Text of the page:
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Crown rot

By: Garden Gate staff
Crown rot affects hosta, bleeding heart, phlox, daylily and many other perennials.

Photo courtesy of Iowa State University

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Crown rot

IDENTIFICATION — Crown rot affects hosta, bleeding heart, phlox, daylily and many other perennials. Yellowing foliage and mushy stems appear just above the soil line. It can start any time during the growing season, but it’s most prevalent during hot, humid periods. Once called Southern blight, this fatal rot is now spreading into much of North America.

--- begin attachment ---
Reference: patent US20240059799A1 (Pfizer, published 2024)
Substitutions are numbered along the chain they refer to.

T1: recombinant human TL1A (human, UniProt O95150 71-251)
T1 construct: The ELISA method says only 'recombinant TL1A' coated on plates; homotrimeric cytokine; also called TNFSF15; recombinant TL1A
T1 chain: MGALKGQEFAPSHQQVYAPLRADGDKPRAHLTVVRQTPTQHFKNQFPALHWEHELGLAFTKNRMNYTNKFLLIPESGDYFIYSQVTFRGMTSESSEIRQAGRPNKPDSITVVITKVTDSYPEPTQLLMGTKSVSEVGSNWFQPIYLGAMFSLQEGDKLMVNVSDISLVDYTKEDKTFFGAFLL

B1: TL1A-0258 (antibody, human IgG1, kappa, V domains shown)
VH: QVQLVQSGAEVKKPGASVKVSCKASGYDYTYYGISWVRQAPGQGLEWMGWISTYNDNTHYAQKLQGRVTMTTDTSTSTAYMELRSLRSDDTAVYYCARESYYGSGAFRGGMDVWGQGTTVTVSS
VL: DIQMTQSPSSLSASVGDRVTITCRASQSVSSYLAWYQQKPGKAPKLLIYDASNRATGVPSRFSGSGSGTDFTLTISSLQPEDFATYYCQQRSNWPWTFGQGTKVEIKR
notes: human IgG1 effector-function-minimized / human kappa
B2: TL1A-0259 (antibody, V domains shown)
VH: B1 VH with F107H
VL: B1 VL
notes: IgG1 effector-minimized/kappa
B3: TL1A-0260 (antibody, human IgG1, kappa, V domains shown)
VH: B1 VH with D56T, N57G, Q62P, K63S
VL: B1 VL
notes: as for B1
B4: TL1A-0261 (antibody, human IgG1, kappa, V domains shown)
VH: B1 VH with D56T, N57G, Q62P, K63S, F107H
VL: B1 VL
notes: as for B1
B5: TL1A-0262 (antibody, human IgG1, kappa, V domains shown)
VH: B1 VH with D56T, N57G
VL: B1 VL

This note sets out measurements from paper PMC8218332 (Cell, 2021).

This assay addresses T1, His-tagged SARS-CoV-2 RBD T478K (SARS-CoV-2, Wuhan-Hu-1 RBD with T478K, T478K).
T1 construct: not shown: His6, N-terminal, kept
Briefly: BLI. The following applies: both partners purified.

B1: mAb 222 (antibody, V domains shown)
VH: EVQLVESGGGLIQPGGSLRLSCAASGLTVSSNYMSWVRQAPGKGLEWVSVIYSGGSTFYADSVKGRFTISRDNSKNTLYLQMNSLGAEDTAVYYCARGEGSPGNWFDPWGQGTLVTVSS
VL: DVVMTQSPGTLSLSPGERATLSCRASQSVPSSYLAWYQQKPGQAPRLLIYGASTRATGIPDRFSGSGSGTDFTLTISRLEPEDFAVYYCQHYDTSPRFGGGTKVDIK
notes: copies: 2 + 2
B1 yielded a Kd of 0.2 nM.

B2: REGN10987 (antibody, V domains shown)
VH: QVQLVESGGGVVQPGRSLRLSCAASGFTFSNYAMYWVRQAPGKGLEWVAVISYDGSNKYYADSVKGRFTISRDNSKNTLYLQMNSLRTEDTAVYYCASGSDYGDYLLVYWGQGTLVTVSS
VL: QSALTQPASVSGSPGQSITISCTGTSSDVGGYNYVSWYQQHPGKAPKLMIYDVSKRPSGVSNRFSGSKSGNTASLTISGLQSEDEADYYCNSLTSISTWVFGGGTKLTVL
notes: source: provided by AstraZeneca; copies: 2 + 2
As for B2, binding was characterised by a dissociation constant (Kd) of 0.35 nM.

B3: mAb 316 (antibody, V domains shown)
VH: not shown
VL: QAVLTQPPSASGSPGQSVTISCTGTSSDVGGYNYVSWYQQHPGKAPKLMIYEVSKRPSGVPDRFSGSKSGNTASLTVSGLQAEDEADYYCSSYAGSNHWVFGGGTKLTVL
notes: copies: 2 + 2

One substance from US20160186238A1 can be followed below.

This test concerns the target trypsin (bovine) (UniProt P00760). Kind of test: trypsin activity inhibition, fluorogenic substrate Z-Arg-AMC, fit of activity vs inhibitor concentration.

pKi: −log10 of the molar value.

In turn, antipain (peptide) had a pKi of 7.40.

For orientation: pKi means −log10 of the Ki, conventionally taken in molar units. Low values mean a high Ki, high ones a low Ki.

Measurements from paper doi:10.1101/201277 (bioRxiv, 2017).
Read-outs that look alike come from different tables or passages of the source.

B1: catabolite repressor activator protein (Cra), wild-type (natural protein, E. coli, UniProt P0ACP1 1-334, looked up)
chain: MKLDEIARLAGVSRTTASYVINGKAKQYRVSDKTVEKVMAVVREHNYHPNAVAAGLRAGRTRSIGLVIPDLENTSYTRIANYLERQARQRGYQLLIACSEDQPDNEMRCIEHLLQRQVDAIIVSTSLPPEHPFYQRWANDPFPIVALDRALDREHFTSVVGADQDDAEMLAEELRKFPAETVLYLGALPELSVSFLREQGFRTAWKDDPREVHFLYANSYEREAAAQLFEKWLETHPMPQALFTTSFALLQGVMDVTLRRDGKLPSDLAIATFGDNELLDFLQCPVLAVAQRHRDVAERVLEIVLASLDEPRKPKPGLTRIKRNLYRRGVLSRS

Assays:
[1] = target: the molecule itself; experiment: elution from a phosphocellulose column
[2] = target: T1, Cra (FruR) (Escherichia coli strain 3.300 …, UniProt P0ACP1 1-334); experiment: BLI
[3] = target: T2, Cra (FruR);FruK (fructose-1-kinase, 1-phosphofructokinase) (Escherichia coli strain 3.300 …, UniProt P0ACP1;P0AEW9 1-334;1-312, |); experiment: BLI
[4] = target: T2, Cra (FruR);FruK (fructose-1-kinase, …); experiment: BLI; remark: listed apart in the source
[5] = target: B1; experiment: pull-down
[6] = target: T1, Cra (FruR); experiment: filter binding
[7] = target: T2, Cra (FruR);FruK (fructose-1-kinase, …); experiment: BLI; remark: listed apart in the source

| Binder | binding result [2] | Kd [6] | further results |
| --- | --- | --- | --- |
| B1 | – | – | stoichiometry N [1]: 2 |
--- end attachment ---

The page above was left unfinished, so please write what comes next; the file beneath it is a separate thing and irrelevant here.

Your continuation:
DAMAGE — Crown rot organisms live near the surface of the soil, waiting to enter a plant and destroy the tissue. It kills the plant if it’s not stopped, and can become a permanent problem in your garden.

CONTROL — Dig infected plants and remove the top 12 in. of soil. Bury everything in a hole several feet deep to keep the spores from spreading. Never add infected plants to your compost pile. One fungicide, Terrachlor®, may save infected plants if it’s applied before the entire crown has rotted.

Published: Sept. 8, 2009
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